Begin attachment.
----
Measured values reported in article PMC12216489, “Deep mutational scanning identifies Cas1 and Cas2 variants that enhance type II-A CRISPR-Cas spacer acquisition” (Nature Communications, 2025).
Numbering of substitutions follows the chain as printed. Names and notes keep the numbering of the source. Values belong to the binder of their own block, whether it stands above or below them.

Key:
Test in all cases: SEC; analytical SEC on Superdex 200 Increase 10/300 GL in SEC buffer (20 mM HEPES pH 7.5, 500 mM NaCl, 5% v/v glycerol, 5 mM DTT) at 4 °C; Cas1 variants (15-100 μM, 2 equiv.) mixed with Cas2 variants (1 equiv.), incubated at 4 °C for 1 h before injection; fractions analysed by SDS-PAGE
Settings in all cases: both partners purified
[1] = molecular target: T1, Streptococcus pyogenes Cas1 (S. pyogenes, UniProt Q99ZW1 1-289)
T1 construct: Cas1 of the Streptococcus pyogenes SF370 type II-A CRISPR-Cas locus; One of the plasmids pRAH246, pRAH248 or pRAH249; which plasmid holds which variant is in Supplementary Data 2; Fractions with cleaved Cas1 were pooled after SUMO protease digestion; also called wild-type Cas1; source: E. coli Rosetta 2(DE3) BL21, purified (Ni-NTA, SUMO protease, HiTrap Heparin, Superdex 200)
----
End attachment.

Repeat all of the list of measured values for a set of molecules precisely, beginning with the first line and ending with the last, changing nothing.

Measured values reported in article PMC12216489, “Deep mutational scanning identifies Cas1 and Cas2 variants that enhance type II-A CRISPR-Cas spacer acquisition” (Nature Communications, 2025).
Numbering of substitutions follows the chain as printed. Names and notes keep the numbering of the source. Values belong to the binder of their own block, whether it stands above or below them.

Key:
Test in all cases: SEC; analytical SEC on Superdex 200 Increase 10/300 GL in SEC buffer (20 mM HEPES pH 7.5, 500 mM NaCl, 5% v/v glycerol, 5 mM DTT) at 4 °C; Cas1 variants (15-100 μM, 2 equiv.) mixed with Cas2 variants (1 equiv.), incubated at 4 °C for 1 h before injection; fractions analysed by SDS-PAGE
Settings in all cases: both partners purified
[1] = molecular target: T1, Streptococcus pyogenes Cas1 (S. pyogenes, UniProt Q99ZW1 1-289)
T1 construct: Cas1 of the Streptococcus pyogenes SF370 type II-A CRISPR-Cas locus; One of the plasmids pRAH246, pRAH248 or pRAH249; which plasmid holds which variant is in Supplementary Data 2; Fractions with cleaved Cas1 were pooled after SUMO protease digestion; also called wild-type Cas1; source: E. coli Rosetta 2(DE3) BL21, purified (Ni-NTA, SUMO protease, HiTrap Heparin, Superdex 200)